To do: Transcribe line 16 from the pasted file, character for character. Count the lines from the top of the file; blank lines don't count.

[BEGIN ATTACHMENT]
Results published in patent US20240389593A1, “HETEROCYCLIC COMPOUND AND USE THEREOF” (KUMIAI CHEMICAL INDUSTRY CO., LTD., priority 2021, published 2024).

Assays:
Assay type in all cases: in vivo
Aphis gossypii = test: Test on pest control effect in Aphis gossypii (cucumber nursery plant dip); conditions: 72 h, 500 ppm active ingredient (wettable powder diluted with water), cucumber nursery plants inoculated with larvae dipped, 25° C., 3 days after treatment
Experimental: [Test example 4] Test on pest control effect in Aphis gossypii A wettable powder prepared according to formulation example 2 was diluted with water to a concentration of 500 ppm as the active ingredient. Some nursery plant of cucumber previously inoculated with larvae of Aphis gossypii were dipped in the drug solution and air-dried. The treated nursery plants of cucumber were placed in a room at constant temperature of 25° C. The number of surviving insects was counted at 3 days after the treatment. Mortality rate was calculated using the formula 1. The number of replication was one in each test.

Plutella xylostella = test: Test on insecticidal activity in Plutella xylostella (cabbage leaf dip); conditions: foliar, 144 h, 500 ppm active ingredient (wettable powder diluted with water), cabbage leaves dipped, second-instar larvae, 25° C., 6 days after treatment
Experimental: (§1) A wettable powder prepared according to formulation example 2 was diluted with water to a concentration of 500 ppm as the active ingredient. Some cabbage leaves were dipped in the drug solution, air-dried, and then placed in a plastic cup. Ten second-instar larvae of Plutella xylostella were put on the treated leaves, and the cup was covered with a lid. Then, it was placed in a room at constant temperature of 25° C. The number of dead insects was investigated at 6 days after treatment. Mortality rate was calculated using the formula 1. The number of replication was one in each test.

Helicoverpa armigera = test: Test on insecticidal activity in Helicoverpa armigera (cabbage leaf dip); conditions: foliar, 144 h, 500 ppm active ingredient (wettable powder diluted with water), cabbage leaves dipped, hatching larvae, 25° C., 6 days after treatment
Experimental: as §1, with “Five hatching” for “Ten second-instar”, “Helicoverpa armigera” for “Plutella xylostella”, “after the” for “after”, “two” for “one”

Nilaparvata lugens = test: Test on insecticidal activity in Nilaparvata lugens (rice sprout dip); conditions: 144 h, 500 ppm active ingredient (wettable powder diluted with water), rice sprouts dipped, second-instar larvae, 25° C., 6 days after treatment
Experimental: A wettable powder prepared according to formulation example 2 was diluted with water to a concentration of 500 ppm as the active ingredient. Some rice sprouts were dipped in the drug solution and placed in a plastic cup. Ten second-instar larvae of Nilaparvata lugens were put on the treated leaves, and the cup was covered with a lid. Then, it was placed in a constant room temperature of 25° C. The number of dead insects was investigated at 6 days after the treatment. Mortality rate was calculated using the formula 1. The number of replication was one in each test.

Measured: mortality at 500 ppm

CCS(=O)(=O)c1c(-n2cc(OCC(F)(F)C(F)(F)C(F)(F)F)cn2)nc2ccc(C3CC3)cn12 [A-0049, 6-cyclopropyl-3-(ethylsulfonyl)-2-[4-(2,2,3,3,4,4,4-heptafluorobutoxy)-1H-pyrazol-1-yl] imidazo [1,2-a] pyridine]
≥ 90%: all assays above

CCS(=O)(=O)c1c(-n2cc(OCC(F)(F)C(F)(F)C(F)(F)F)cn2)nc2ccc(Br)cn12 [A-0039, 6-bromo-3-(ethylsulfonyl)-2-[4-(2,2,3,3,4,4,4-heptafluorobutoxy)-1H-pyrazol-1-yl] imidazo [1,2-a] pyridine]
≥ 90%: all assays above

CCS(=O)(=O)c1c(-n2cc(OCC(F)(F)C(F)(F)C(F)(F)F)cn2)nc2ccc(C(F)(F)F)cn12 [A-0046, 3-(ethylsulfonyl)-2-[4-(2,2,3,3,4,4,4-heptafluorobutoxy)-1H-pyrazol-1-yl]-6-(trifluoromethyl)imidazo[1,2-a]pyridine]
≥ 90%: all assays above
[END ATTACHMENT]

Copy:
≥ 90%: all assays above